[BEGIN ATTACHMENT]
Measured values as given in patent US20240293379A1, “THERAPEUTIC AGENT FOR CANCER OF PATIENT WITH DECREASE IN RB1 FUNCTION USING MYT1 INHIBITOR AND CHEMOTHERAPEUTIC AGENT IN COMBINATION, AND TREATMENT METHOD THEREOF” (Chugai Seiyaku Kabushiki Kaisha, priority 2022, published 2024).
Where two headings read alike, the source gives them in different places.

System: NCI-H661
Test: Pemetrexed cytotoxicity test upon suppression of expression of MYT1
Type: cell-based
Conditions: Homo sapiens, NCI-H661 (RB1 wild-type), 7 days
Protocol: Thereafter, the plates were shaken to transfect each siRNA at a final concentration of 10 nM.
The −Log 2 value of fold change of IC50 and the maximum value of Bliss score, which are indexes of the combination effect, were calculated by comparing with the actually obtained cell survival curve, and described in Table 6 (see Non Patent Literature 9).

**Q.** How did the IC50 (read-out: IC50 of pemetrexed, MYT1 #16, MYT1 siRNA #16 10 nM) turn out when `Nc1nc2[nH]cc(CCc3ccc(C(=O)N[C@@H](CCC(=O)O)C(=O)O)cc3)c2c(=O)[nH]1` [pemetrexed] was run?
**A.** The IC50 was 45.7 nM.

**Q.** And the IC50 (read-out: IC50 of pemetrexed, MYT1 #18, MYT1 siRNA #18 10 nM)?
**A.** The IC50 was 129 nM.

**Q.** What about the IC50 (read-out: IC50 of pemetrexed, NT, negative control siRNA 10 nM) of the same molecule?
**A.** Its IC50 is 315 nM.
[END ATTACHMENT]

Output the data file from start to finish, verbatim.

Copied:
Measured values as given in patent US20240293379A1, “THERAPEUTIC AGENT FOR CANCER OF PATIENT WITH DECREASE IN RB1 FUNCTION USING MYT1 INHIBITOR AND CHEMOTHERAPEUTIC AGENT IN COMBINATION, AND TREATMENT METHOD THEREOF” (Chugai Seiyaku Kabushiki Kaisha, priority 2022, published 2024).
Where two headings read alike, the source gives them in different places.

System: NCI-H661
Test: Pemetrexed cytotoxicity test upon suppression of expression of MYT1
Type: cell-based
Conditions: Homo sapiens, NCI-H661 (RB1 wild-type), 7 days
Protocol: Thereafter, the plates were shaken to transfect each siRNA at a final concentration of 10 nM.
The −Log 2 value of fold change of IC50 and the maximum value of Bliss score, which are indexes of the combination effect, were calculated by comparing with the actually obtained cell survival curve, and described in Table 6 (see Non Patent Literature 9).

**Q.** How did the IC50 (read-out: IC50 of pemetrexed, MYT1 #16, MYT1 siRNA #16 10 nM) turn out when `Nc1nc2[nH]cc(CCc3ccc(C(=O)N[C@@H](CCC(=O)O)C(=O)O)cc3)c2c(=O)[nH]1` [pemetrexed] was run?
**A.** The IC50 was 45.7 nM.

**Q.** And the IC50 (read-out: IC50 of pemetrexed, MYT1 #18, MYT1 siRNA #18 10 nM)?
**A.** The IC50 was 129 nM.

**Q.** What about the IC50 (read-out: IC50 of pemetrexed, NT, negative control siRNA 10 nM) of the same molecule?
**A.** Its IC50 is 315 nM.